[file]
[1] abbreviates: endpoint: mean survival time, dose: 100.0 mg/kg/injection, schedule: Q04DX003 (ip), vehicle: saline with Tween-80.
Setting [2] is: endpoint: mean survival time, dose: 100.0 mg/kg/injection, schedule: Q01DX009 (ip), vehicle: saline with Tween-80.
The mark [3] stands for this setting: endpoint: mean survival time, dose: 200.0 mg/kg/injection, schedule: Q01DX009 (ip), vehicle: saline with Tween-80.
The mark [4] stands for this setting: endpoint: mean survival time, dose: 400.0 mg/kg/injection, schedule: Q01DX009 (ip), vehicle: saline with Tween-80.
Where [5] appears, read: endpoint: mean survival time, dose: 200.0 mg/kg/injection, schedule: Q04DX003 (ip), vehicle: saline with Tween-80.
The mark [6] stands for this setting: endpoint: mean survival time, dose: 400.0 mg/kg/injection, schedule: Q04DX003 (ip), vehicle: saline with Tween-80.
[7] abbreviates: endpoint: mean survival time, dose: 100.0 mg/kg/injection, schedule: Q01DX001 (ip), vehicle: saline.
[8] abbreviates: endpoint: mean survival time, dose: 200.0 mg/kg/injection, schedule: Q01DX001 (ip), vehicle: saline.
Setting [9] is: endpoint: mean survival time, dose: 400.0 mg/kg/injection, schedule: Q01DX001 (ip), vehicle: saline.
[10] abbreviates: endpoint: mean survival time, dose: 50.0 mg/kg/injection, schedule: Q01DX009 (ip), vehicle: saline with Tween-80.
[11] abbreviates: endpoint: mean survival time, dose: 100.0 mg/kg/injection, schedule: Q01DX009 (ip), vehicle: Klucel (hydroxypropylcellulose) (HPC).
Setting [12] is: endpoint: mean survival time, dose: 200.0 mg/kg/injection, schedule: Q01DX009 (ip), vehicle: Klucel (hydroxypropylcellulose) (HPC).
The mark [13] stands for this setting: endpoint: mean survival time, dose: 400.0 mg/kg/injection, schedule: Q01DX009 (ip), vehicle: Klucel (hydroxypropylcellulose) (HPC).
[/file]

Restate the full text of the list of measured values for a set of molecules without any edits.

[1] abbreviates: endpoint: mean survival time, dose: 100.0 mg/kg/injection, schedule: Q04DX003 (ip), vehicle: saline with Tween-80.
Setting [2] is: endpoint: mean survival time, dose: 100.0 mg/kg/injection, schedule: Q01DX009 (ip), vehicle: saline with Tween-80.
The mark [3] stands for this setting: endpoint: mean survival time, dose: 200.0 mg/kg/injection, schedule: Q01DX009 (ip), vehicle: saline with Tween-80.
The mark [4] stands for this setting: endpoint: mean survival time, dose: 400.0 mg/kg/injection, schedule: Q01DX009 (ip), vehicle: saline with Tween-80.
Where [5] appears, read: endpoint: mean survival time, dose: 200.0 mg/kg/injection, schedule: Q04DX003 (ip), vehicle: saline with Tween-80.
The mark [6] stands for this setting: endpoint: mean survival time, dose: 400.0 mg/kg/injection, schedule: Q04DX003 (ip), vehicle: saline with Tween-80.
[7] abbreviates: endpoint: mean survival time, dose: 100.0 mg/kg/injection, schedule: Q01DX001 (ip), vehicle: saline.
[8] abbreviates: endpoint: mean survival time, dose: 200.0 mg/kg/injection, schedule: Q01DX001 (ip), vehicle: saline.
Setting [9] is: endpoint: mean survival time, dose: 400.0 mg/kg/injection, schedule: Q01DX001 (ip), vehicle: saline.
[10] abbreviates: endpoint: mean survival time, dose: 50.0 mg/kg/injection, schedule: Q01DX009 (ip), vehicle: saline with Tween-80.
[11] abbreviates: endpoint: mean survival time, dose: 100.0 mg/kg/injection, schedule: Q01DX009 (ip), vehicle: Klucel (hydroxypropylcellulose) (HPC).
Setting [12] is: endpoint: mean survival time, dose: 200.0 mg/kg/injection, schedule: Q01DX009 (ip), vehicle: Klucel (hydroxypropylcellulose) (HPC).
The mark [13] stands for this setting: endpoint: mean survival time, dose: 400.0 mg/kg/injection, schedule: Q01DX009 (ip), vehicle: Klucel (hydroxypropylcellulose) (HPC).